Events

Bringing people together to discuss today's important issues.

Upcoming Events

Recreating the Constitutional Convention of 1787

A Reacting to the Past Simulation Game

Wednesday, Feb. 12
4:00 - 8:00 p.m.  |  Hidatsa, Memorial Union

Register here

The Constitutional Convention of 1787: Constructing the American Republic brings to life the debates that most profoundly shaped American government. As representatives to the Convention, students must investigate the ideological arguments behind possible structures for a new government and create a new constitution.

Reacting to the Past is an award-winning series of immersive role-playing games that actively engage students in their own learning. Students assume the roles of historical characters and practice critical thinking, primary source analysis, and argument, both written and spoken.

Reacting games are run by students, and Reacting roles and games do not have a fixed script or outcome. While students are obliged to adhere to the philosophical and intellectual beliefs of the historical figures they have been assigned to play, they must devise their own means of expressing those ideas persuasively as they pursue a course of action to try to win the game.


Free Speech and Open Inquiry Series

Steve Listopad

Tuesday, Feb. 18
4 p.m.  |  Minard 230

Hazelwood: 32 years of living with a bad SCOTUS decision, and what we're doing about it

Fifty years ago the Supreme Court decided that students don’t lose their freedom of expression at the schoolhouse gate. Thirty-two years ago the same court decided the exact opposite for student journalists. This presentation is a brief history of the Tinker and Hazelwood cases; their impacts on students, society and democracy; and what journalism advocates around the country are doing to restore the expression rights of student journalists one state at a time.


Thomas Cushman, Ph.D.

Tuesday, March 3
4 p.m.  |  Minard 230

Making Unpersons: The Emergence of Cancel Culture in Modern America

Liberal democracies are based on the idea of civil discourse and tolerance among citizens who hold different views. The presumption is that, no matter how stark our differences, we treat each other as persons, with respect and dignity in order to work through these differences. One of the most troubling developments in contemporary American society is the emergence of what is being called “cancel culture.” The current polarized cultural environment of American society has led to a degradation of mutual respect for the dignity of others. Instead, what has emerged is a situation in which those with conflicting ideas see those with different views as “bad persons”. They are to be shunned, ostracized, punished, in short, made into what might be called “unpersons.” The making of unpersons is a characteristic of intolerant, regressive societies and represents a troubling development for the future of liberal democratic societies. This talk examines the emergence of cancel culture and the prospects for how we might restore dignity and respect for others as persons in order to find common cause in efforts to promote human flourishing in a liberal democratic society.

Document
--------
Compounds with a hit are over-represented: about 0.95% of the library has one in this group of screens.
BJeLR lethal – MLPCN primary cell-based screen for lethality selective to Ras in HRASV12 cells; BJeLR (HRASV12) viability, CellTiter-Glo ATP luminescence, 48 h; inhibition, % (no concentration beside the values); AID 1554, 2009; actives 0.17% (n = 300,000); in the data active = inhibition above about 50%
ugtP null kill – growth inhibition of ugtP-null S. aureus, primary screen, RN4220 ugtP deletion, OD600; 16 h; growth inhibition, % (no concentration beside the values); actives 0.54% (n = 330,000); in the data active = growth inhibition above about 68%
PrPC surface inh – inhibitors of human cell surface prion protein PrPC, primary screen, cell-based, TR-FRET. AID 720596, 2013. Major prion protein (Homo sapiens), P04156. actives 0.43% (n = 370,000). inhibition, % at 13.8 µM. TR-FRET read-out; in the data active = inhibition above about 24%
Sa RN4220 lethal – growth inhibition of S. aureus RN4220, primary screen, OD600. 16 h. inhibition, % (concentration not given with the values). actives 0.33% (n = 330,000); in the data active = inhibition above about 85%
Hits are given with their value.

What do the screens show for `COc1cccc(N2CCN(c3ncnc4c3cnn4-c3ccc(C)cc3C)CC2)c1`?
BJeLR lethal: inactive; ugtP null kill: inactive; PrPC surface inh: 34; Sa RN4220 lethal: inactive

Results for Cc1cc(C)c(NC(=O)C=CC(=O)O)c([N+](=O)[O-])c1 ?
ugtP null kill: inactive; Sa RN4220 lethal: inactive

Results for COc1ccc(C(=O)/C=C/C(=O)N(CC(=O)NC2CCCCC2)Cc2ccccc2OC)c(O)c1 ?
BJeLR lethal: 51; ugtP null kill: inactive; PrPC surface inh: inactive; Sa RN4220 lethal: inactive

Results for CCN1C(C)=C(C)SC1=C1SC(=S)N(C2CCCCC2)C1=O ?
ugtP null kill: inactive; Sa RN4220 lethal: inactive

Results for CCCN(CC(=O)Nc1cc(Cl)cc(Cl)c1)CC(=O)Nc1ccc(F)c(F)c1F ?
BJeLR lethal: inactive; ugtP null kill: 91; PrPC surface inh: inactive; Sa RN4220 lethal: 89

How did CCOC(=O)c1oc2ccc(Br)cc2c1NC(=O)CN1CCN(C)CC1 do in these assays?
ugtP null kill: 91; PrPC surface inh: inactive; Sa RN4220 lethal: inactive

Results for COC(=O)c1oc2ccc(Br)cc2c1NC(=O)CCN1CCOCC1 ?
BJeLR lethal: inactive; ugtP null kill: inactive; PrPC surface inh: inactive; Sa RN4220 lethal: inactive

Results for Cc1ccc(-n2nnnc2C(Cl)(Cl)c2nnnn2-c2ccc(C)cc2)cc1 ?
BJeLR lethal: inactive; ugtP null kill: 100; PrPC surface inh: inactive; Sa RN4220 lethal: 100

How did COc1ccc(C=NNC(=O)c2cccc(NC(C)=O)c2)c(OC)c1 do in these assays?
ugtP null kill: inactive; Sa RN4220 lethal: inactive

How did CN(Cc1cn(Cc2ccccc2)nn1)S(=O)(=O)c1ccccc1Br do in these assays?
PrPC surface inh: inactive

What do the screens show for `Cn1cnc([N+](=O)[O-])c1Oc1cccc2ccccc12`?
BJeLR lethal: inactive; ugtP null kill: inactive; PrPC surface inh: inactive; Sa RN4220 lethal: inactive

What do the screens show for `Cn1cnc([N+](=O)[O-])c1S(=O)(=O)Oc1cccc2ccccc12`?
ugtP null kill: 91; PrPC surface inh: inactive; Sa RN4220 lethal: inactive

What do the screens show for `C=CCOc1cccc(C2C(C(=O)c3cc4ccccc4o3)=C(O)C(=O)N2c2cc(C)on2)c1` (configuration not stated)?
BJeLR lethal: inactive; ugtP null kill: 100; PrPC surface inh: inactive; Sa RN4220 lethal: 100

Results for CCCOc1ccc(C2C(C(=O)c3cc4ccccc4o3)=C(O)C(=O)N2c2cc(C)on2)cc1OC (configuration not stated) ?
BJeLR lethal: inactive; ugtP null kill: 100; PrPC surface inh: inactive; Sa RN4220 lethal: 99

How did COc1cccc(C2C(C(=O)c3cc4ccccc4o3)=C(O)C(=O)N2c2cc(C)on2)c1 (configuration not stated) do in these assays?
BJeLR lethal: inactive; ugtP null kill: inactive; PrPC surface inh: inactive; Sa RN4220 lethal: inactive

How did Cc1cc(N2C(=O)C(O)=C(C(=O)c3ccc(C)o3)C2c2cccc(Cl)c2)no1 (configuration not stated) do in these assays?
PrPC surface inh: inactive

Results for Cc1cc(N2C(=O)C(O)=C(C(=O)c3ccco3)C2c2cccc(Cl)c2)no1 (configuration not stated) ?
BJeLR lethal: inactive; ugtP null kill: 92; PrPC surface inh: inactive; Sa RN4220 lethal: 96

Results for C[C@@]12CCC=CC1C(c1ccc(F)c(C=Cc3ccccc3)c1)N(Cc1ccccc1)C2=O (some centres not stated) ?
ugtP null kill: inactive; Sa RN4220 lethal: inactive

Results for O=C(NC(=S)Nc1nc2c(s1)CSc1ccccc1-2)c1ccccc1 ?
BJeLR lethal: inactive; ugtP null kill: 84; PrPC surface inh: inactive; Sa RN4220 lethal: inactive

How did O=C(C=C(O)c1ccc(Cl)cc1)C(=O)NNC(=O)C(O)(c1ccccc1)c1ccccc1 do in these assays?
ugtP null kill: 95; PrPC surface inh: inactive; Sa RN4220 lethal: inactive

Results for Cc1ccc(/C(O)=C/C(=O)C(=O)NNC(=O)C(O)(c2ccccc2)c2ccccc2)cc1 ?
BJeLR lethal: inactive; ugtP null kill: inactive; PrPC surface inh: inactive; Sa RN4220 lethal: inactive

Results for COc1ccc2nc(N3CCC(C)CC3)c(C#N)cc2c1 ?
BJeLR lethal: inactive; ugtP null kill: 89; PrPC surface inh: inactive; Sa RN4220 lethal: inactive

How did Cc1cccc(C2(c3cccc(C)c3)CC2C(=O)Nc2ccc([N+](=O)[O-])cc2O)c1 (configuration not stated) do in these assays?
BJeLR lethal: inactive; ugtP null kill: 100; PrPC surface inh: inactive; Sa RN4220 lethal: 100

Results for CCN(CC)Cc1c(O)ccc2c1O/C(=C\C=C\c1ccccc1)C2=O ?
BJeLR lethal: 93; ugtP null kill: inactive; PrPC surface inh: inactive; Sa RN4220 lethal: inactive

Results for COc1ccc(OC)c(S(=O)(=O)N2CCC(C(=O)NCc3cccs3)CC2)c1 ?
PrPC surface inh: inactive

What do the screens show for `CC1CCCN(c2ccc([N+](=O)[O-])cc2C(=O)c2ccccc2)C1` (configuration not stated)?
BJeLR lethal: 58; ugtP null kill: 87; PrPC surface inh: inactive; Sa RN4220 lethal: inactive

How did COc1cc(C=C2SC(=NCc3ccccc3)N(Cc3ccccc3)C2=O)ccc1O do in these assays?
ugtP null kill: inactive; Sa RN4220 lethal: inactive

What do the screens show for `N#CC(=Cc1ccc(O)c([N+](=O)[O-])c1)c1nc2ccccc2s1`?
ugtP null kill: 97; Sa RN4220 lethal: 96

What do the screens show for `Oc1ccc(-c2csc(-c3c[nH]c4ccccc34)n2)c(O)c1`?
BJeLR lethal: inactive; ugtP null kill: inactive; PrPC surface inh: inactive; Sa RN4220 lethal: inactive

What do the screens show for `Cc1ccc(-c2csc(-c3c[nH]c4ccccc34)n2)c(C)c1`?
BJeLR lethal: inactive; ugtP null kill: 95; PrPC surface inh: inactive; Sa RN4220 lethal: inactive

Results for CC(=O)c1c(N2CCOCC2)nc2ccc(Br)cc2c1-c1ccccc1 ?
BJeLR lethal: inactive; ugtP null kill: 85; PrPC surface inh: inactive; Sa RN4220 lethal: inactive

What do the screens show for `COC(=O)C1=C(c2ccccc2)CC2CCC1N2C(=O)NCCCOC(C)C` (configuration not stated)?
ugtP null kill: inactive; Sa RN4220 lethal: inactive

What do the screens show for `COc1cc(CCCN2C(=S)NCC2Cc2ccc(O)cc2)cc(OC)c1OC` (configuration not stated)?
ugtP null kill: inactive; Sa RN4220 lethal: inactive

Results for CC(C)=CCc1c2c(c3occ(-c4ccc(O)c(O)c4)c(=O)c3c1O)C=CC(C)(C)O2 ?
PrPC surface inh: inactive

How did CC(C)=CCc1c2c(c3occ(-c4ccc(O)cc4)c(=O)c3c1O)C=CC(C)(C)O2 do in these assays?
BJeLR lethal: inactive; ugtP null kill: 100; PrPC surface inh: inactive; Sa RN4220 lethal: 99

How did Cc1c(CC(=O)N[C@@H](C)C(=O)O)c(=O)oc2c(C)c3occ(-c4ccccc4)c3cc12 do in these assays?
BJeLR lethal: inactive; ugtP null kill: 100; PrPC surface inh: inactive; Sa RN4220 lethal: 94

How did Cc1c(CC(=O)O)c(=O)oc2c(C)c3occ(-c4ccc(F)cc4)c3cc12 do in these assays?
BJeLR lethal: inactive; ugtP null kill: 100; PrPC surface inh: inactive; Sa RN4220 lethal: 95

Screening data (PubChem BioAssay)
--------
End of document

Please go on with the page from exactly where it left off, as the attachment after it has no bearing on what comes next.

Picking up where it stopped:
Vernon Smith, Ph.D. (Nobel laureate)

Friday, March 27
3 p.m.  |  Barry Hall AgCountry Auditorium

Classical Economics: Lost and Found; Role of Experiments

Dr. Vernon L. Smith was awarded the Nobel Prize in Economic Sciences in 2002 for his groundbreaking work in experimental economics. His talk will focus on the rediscovery and rehabilitation of classical economics, which he described as an indirect and completely unexpected consequence of his work in experimental economics. He will discuss how neo-classical economics influenced early experimental market explorations and how those experimental explorations changed how we thought about markets, and eventually resurrected the dynamics of classical market price discovery processes. He will also discuss Adam Smith's Theory of Moral Sentiments as it relates to the origin and natural evolution of human sociability wherein civil discourse was an essential part of humanization. 


Capitalism and Society Lecture Series

Christopher Coyne, Ph.D.

Monday, April 20
4:30 p.m.  |  Barry Hall AgCountry Auditorium

Doing Bad by Doing Good

Using the tools of economics, Dr. Christopher Coyne's book, Doing Bad by Doing Good: Why Humanitarian Action Fails, shifts the discussion from the moral imperative of how governments should behave to a positive analysis of how they actually do. In this talk, Coyne will examine the limits of short-term humanitarian aid and long-term development assistance, the disconnect between intentions and reality, and why economic freedom—protection of property rights, private means of production, and free trade of labor and goods—provides the best means for minimizing human suffering.


Parking

There is street parking on the surrounding blocks and a nearby parking garage. The Roberts Commons parking garage offers free parking - see Location C on this map: https://www.fargoparking.com/locations

Please observe all posted signs and do not park in the private Sons of Norway lot.

 

Our Calendar

The PCPE calendar shows all of our events, reading group meetings, application and scholarship deadlines, conferences and presentations, office closures, and important dates for the NDSU campus. PCPE Calendar

 

 

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